-Meghan

 

I give props to all of those that submitted their honest responses. Which message resonates the most with you? Stay tuned for Part 3 of this writing series where the submissions become more personal.

–Van

“What’s in it for you?” Channel Islands speaks (part 1 of 3)

Last Tuesday I had the honor of talking to two Multicultural Art Movements classes instructed by Julianne P. Gavino. A couple dozen students responded to my question about college: “What’s in it for you?” during our writing workshop. Others also gave their input on what ┬ácollege advice they have to share.

Below are seven responses that were submitted. I’ll be posting more submissions over the next couple of days. If you are interested in submitting your two cents, feel free to use the feedback submission form entitled, “Submit Your Wisdom” on this blog site.

-Van

 

Seven responses to, “What’s in it for you?”, or “What Wisdom Would you Like to Share About College?”

“I wish I could learn from my past mistakes with procrastinating, although I continue to procrastinate through my semesters I really really do not suggest it.”

-Anonymous

 

“Don’t let your time away from loved ones spent in class let you stray down a regretful path. The grass is greener where you water it. (Cliche but true)”

-Anonymous

 

“What’s in it for you? I hope attending CI will give me the proper knowledge needed for attending a good graduate program in San Francisco. I hope it builds the foundation I need to obtain a PhD later on in life.”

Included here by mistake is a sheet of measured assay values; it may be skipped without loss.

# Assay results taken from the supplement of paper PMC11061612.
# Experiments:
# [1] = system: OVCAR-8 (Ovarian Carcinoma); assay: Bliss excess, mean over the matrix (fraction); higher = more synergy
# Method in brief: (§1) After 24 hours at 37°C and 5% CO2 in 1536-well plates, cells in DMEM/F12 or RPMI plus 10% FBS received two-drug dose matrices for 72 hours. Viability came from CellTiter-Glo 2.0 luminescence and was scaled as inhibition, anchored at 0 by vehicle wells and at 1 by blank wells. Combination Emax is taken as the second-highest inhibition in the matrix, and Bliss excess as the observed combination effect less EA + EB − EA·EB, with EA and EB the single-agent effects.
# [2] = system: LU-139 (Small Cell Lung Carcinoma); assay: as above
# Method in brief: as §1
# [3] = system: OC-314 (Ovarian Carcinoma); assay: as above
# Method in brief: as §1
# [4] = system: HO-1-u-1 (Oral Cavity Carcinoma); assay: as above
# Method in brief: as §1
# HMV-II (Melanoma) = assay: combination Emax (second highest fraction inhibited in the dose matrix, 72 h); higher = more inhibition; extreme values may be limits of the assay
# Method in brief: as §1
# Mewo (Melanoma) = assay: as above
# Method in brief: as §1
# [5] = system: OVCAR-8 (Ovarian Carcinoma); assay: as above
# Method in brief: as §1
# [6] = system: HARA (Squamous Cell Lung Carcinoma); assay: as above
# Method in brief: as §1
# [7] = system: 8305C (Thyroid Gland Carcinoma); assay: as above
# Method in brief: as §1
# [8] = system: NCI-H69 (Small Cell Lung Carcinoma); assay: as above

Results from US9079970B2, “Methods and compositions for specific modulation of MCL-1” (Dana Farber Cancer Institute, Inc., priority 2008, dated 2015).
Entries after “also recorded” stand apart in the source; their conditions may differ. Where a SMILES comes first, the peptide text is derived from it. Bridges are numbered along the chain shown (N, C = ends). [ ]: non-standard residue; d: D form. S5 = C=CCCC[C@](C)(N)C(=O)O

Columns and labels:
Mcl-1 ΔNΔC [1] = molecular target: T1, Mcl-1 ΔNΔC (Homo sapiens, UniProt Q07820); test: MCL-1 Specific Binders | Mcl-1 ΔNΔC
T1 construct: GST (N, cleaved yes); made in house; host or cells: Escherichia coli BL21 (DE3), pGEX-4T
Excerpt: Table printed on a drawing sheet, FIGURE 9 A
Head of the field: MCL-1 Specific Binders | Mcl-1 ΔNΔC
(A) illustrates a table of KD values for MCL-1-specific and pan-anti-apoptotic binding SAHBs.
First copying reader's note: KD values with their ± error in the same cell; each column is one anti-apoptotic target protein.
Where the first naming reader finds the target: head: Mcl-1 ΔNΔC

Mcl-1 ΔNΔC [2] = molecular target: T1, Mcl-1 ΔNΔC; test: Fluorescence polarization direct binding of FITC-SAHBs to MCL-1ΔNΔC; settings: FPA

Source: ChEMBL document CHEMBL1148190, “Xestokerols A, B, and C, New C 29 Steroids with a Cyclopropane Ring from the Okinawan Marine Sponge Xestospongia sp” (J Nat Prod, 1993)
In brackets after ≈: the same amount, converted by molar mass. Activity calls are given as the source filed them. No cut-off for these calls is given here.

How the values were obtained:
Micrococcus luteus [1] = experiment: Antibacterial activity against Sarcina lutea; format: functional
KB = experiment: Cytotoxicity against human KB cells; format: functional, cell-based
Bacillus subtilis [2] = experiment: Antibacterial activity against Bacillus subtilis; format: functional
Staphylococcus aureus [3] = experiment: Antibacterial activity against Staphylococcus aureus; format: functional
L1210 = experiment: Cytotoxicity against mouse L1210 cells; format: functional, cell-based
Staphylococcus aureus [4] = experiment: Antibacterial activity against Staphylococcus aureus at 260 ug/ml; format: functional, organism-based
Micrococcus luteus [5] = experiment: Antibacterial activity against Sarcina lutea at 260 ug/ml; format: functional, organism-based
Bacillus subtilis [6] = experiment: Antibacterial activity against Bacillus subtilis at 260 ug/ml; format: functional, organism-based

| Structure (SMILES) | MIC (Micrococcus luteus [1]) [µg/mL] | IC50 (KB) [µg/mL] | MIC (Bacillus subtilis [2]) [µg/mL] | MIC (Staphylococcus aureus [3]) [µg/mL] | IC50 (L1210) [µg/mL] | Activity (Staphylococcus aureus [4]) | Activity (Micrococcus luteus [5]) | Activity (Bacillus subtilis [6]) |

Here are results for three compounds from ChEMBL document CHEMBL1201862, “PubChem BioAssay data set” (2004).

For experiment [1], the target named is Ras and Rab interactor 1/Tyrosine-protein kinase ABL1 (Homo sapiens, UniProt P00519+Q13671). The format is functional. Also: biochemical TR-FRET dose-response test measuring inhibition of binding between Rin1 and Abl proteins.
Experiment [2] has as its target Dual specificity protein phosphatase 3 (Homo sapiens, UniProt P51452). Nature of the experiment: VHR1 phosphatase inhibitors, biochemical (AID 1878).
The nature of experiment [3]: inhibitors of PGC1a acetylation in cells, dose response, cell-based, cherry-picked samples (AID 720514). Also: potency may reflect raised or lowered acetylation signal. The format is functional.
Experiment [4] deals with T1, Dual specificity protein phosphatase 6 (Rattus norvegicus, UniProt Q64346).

–Anonymous

 

“Follow your own advice.”

-Meghan

 

“College is an opportunity to earn a degree, and gain practical experience and knowledge to help you in the scheme of life. As a student you face challenges everday. With those challenges, many obstacles and adversities come up that will help you down the road. However, with external extremeties you have to keep on track and realize why you are here-to finish what you have started.”

-Brent

 

“Time management is the key for success. You can accomplish so much as long as you have a balanced life.”

-Mary

 

“College life, Parties, a great future, parts of college that draw most people. Unlike most other college undergrad students, I wish to gain my degree for primarily for educational value. I do not see a degree as a ticket to a great career, rather a chance at learning about a subject at a higher level.”

-Anonymous

 

 

 

Recap on Artist’s Visit & Talk

Last Tuesday I had the wonderful opportunity to visit Julianne Gavino’s 332 Multicultural Art Movements classes at CSU Channel Islands.

We began the morning with a tour of the installed work located in the Broome Library. Students were able to see firsthand the display case of visualized information and the installed QR Code banners along the glass railing located above the reading room.

DSC_0049

Following the tour, I had the chance to hear some comments from the students on their thoughts about the work and then led them on a writing exercise. Students had a moment to respond to the prompt, “What’s in it for you?” where “it” referred to their investment in their college education.

DSC_0055

Check out the installed graphics in person, should you find yourself on the CI campus this month. Additionally, I’ll be making some periodic updates soon with submissions from participants.

-Van

Quick Update on Biggest Regret in College

Last week I submitted a post related to the Atlantic article, which highlights a recent Pew Study of what college graduates regret. Additionally, I added my own poll to see what others had to say for themselves, and as a result I came across this particular sharp response from an anonymous submission:

“Having to work 30+ hours while taking 18 units”

What’s your biggest regret in college? Take the poll below.